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I'm writing a java application where I require to run a process in background throughout the lifetime of the running application.

Here's what I have:

Runtime.getRuntime().exec("..(this works ok)..");
Process p = Runtime.getRuntime().exec("..(this works ok)..");
InputStream is = p.getInputStream();
InputStreamReader isr = new InputStreamReader(is);
BufferedReader br = new BufferedReader(isr);

So, basically I print out every br.readLine().

The thing that I'm not sure about is how to implement this code in my application because wherever I put it (with Runnable), it blocks other code from running (as expected).

I've used Runnable, Thread, SwingUtilities, and nothing works...

Any help would be greatly appreciated :)

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1 Answer 1

up vote 1 down vote accepted

You can read the input stream(i.e br.readLine()) in a thread. That way, it's always running in the background.

The way we have implemented this in our application is roughly like below:

Business logic, i.e the place where you invoke the script:

// Did something...

InvokeScript.execute("sh blah.sh"); // Invoke the background process here. The arguments are taken in processed and executed.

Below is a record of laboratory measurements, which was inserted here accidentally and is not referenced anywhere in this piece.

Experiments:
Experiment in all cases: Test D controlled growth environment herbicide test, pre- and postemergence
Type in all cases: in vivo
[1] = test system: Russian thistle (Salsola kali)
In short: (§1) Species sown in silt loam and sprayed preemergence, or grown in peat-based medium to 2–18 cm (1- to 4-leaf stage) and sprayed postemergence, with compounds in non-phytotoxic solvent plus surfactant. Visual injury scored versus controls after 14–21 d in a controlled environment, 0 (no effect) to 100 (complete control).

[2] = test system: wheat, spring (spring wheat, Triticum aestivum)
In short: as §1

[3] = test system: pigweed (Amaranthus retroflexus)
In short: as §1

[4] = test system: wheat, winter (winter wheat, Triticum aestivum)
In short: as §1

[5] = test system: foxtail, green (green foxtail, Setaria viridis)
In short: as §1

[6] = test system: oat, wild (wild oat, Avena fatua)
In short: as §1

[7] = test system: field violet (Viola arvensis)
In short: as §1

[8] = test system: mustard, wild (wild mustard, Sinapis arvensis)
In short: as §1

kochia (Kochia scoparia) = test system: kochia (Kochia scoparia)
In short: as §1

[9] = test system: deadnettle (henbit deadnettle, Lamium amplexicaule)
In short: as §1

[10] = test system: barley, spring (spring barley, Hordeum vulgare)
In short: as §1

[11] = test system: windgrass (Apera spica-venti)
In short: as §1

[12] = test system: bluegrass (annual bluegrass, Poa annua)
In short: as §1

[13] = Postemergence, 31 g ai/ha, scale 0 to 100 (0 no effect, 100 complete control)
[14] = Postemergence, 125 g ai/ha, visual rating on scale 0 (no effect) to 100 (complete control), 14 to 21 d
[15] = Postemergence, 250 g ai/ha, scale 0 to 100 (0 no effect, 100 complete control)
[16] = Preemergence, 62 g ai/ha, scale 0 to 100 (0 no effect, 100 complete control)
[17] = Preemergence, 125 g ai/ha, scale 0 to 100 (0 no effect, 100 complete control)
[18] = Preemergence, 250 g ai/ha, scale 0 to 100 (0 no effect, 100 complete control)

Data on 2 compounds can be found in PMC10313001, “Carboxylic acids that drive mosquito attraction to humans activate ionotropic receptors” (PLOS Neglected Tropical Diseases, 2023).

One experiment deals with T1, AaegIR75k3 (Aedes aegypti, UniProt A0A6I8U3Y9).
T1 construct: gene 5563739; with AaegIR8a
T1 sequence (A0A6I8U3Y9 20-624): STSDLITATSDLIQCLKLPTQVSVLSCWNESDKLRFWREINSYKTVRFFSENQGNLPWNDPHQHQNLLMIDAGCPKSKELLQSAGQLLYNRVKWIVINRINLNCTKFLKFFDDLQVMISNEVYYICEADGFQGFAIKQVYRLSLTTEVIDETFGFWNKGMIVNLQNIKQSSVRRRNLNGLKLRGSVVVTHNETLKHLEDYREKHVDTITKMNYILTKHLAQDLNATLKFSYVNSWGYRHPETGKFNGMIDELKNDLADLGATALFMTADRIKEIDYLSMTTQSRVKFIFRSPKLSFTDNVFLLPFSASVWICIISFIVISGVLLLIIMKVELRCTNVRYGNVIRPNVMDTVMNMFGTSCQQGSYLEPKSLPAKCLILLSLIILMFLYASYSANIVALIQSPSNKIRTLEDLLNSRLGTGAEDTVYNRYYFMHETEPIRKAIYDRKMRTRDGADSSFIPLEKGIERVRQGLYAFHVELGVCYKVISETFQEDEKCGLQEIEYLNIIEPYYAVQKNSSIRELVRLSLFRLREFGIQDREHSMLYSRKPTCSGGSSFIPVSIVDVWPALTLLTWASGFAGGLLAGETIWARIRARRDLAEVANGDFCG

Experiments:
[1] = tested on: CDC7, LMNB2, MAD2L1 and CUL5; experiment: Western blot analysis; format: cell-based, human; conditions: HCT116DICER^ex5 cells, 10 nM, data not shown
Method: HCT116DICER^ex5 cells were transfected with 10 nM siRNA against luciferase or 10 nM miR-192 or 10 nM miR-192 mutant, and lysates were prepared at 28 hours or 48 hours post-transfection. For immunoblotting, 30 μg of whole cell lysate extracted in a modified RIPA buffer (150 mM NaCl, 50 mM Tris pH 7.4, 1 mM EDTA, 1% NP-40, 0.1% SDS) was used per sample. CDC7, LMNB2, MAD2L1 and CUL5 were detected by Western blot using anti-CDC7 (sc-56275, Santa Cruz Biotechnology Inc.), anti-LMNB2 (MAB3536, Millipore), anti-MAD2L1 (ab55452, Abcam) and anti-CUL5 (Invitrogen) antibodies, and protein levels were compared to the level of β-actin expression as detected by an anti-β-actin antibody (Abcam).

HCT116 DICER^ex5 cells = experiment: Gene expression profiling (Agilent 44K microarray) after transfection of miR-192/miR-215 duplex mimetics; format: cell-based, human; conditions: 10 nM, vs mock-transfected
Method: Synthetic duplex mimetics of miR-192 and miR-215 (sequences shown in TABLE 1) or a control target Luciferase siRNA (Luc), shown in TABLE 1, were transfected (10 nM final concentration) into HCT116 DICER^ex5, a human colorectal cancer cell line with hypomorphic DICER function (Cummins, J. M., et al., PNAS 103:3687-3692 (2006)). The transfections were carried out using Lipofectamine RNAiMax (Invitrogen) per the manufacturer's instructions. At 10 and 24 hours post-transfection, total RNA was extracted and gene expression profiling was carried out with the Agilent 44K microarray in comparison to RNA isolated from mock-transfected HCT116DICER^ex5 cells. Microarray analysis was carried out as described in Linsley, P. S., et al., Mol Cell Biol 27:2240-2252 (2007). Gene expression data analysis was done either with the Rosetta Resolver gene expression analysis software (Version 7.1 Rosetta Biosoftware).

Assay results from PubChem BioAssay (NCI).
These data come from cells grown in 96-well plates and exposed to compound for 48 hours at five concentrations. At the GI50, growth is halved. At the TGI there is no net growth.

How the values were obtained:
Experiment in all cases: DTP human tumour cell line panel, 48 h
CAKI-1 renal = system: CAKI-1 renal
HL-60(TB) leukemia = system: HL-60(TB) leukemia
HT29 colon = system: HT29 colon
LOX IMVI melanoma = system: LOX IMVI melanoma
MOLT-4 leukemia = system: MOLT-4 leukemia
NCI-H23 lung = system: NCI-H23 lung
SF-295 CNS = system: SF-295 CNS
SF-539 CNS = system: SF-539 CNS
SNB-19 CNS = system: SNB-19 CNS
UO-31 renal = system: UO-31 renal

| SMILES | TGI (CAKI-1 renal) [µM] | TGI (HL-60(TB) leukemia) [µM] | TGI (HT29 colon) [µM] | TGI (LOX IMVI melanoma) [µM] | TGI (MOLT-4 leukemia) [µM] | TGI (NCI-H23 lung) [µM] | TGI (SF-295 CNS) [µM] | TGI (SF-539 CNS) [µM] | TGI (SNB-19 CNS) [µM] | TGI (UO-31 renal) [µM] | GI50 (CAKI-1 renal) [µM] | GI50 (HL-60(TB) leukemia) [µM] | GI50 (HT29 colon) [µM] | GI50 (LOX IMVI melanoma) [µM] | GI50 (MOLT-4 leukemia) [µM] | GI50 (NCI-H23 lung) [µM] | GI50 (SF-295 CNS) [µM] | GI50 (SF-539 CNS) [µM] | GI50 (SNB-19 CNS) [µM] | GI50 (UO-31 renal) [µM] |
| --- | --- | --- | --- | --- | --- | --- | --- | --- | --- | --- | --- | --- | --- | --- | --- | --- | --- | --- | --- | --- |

// Continue doing what you were doing

InvokeScript.execute() will look something like below:

InvokeScript.execute(String args) {
// Process args, convert them to command array or whatever is comfortable

Process p = Runtime.getRuntime().exec(cmdArray);

ReaderThread rt = new ReaderThread(p.getInputStream());
rt.start();
}

ReaderThread should continue reading the output of the process you have started, as long as it lasts.

Please note that the above is only a pseudo code.

share|improve this answer
    
Thanks pavanlimo, any advice on when and where to start the Process = Runtime.getRuntime().exec(? –  phillyville Sep 14 '10 at 16:59
    
Please see my edit above. –  pavanlimo Sep 14 '10 at 17:13
    
Thanks a bunch pavanlimo, I've tested the code on the browser and it works like a charm, but I'm actually looking for something for Java desktop application. Do you know the equivalent of InvokeScript and ReaderThread in java? –  phillyville Sep 14 '10 at 18:08
    
Nvm, ReaderThread works :) thanks again!! –  phillyville Sep 14 '10 at 18:13
    
@phillyville, in case it's not clear yet, ReaderThread and InvokeScript should be your own Java classes. :) –  pavanlimo Sep 14 '10 at 18:40

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